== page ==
Pub Date: Aug. 25, 2020
Page Count: 368
Publisher: Melville House
Review Posted Online: June 25, 2020
Kirkus Reviews Issue: July 15, 2020
Share your opinion of this book
by Cassidy Hutchinson ‧ RELEASE DATE: Sept. 26, 2023
A mostly compelling account of one woman’s struggles within Trumpworld.
An insider’s account of the rampant misconduct within the Trump administration, including the tumult surrounding the insurrection of Jan. 6, 2021.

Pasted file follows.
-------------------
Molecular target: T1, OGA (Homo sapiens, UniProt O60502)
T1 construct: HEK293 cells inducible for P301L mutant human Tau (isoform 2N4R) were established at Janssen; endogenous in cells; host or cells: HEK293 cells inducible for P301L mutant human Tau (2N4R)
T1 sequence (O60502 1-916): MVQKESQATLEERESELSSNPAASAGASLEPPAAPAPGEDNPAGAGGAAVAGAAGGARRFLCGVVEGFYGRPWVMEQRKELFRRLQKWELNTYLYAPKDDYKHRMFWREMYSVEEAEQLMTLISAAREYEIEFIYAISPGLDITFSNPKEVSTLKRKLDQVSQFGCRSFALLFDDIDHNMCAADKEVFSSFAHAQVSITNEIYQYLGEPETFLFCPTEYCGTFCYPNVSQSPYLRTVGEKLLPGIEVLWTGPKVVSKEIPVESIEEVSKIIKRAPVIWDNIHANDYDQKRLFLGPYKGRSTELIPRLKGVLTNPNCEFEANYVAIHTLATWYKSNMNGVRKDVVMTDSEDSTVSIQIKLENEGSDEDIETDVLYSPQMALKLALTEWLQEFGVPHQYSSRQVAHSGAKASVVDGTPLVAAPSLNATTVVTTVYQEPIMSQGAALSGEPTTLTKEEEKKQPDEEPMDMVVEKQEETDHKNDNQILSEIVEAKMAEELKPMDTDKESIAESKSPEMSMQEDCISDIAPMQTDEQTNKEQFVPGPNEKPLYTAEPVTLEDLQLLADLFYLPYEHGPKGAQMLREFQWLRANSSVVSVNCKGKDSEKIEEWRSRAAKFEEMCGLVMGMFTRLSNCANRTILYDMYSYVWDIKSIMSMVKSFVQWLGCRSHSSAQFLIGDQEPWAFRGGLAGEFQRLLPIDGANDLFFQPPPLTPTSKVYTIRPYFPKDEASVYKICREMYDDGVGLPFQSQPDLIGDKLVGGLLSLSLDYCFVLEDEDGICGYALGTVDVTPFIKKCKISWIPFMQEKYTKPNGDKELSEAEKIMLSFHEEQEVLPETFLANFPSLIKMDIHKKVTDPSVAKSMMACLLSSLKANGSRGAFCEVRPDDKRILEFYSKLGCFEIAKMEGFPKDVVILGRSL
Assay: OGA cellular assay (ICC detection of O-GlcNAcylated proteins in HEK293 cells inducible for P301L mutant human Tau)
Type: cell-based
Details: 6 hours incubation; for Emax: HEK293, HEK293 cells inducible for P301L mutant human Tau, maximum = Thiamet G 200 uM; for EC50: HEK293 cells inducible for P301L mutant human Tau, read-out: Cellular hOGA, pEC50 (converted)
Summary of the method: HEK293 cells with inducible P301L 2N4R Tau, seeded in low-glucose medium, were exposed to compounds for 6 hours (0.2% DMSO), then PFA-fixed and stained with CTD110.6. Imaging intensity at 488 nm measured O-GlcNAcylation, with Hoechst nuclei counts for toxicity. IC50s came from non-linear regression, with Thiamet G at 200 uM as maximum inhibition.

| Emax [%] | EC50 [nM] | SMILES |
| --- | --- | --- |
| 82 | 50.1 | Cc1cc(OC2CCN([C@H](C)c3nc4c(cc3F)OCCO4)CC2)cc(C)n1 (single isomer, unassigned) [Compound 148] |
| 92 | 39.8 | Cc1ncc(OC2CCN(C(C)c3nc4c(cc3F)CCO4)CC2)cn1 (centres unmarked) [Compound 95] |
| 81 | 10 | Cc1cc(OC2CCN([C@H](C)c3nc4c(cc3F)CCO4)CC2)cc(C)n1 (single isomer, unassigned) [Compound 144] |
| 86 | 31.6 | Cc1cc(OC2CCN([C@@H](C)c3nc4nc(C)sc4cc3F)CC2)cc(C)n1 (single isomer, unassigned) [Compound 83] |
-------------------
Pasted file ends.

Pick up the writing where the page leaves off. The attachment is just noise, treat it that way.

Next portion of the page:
Hutchinson, who served as an assistant to Mark Meadows, Trump’s former White House chief of staff, gained national prominence when she testified to the House Select Committee, providing possibly the most damaging portrait of Trump’s erratic behavior to date. In her hotly anticipated memoir, the author traces the challenges and triumphs of her upbringing in New Jersey and the work (including a stint as an intern with Sen. Ted Cruz) that led her to coveted White House internships and eventual positions in the Office of Legislative Affairs and with Meadows. While the book offers few big reveals beyond her testimony (many details leaked before publication), her behind-the-scenes account of the chaotic Trump administration is intermittently insightful. Her initial portrait of Trump is less critical than those written by other former staffers, as the author gauges how his actions were seemingly stirred more by vanity and fear of appearing weak, rather than pure malevolency. For example, she recalls how he attended an event without a mask because he didn’t want to smear his face bronzer. Hutchinson also provides fairly nuanced portraits of Meadows and Rep. Kevin McCarthy, who, along with Trump, eventually turned against her. She shares far more negative assessments about others in Trump’s orbit, including Rep. Matt Gaetz, Rep. Marjorie Taylor Greene, and adviser Rudy Giuliani, recounting how Giuliani groped her backstage during Trump’s Jan. 6 speech. The narrative lags after the author leaves the White House, but the story intensifies as she’s faced with subpoenas to testify and is forced to undergo deep soul-searching before choosing to sever ties with Trump and provide the incriminating information that could help take him down.A mostly compelling account of one woman’s struggles within Trumpworld.